THE QUICK HIT: Dull, boring, bored IRS auditor Harold Crick wakes up one morning with a narrator in his head, remarking on his every thought and action. The narrator is none other than Kay Eiffel, an eccentric and reclusive writer trying to finish up a novel after ten years of writer’s block. Her protagonist? Harold Crick.

THE BIG PICTURE: Although not always known for good taste in film choices, Will Ferrell has been waiting for a role like this one. It’s not that as Harold he has to skip the humor that comes so naturally to him, but he gets to have a soul—a poet’s soul. The plot is of course absurd, but as with the absurdist humor of Groundhog Day, some real gems of truth are uncovered as the doomsday narration forces Crick out of his staid boundaries and into unknown territory romancing a feisty tax-evading baker (a delightful Maggie Gyllenhaal).

Visually the film hints at its own magic early on when the numbers-obsessed Harold’s world is shown to us with his every mental calculation overlaid onscreen as clean white geometric lines and projections. He is busy counting minutes, counting toothbrush strokes, footsteps. He is fascinating in his absolute dullness. Meanwhile author Eiffel (Emma Thompson) exhibits every stereotype of the temperamental author: a disheveled, neurotic, demanding chain smoker. Her own magic is how she imagines different fates for Crick, each scene playing out for us as the audience, toying with our sense of both plot and reality even further. All-too predictable sass is provided by the underutilized Queen Latifah as Penny, an author’s assistant sent by the publisher to coax Eiffel to complete her overdue manuscript. Dustin Hoffman plays an unlikely ally for Harold—a hip, rumpled university literature professor who is trying to determine Harold’s ailment by carefully analyzing the plot of his life: “Is this a comedy or a tragedy?”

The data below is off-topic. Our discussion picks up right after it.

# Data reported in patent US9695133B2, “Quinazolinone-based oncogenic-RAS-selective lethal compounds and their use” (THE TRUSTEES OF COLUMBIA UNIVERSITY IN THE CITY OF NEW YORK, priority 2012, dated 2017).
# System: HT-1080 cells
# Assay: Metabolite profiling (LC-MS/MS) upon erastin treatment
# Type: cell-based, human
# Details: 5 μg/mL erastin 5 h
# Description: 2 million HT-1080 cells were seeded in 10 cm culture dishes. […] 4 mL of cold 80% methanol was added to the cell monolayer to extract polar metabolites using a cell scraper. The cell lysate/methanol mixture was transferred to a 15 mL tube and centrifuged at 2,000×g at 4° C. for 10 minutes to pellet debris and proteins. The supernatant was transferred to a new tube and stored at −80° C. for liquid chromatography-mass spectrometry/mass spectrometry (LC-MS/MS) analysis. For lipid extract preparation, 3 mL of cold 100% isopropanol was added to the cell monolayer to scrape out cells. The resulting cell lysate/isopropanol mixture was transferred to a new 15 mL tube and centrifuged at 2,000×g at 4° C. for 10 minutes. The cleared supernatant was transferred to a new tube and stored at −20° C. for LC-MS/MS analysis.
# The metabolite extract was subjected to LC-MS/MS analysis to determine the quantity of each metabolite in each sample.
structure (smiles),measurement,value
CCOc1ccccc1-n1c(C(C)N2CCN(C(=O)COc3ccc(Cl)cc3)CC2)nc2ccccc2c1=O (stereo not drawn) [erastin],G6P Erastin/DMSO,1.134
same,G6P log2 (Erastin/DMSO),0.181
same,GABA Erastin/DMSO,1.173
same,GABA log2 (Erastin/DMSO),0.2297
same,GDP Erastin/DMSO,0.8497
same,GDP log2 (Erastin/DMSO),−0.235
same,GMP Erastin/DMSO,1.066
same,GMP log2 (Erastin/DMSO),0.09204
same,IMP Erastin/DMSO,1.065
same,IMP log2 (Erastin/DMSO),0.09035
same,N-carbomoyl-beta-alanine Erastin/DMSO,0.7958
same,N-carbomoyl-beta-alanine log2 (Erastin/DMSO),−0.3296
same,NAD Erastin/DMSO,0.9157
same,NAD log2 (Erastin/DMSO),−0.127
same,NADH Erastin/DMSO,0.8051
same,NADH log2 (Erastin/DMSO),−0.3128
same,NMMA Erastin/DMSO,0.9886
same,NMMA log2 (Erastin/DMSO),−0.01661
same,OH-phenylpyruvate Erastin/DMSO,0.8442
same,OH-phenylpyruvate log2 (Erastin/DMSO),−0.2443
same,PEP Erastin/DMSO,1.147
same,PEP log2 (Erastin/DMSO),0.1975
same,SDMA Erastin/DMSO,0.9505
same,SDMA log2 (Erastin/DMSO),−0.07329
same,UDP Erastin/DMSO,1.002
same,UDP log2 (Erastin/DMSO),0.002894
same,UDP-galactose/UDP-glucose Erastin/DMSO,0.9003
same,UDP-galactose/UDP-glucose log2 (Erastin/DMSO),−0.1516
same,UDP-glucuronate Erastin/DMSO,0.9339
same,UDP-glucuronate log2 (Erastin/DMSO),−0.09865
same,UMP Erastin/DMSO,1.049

The cameos are almost as fun as the main action, with Linda Hunt and Tom Hulce gamely playing mental-health experts who cannot help Harold in the least. And just like they taught you in Literature 101, a main character who undergoes substantial change is somehow very satisfying. Top-notch screenplay and acting, lovely restrained execution by director Marc Forster (Finding Neverland), and a pleasure to watch.

TECHNICAL MUMBO-JUMBO: A 40-million-dollar budget didn’t buy Stranger Than Fiction anything too fancy as tech effects go. But 40-million does get you one apartment building semi-demolished by wrecking ball, and the services of Hoffman, Thompson, Gyllenhaal, and Ferrell.

Grade: B

DIRECTOR: Marc Forster
CAST: Will Ferrell, Maggie Gyllenhaal, Dustin Hoffman, Emma Thompson, Queen Latifah

Review by Sha Harrison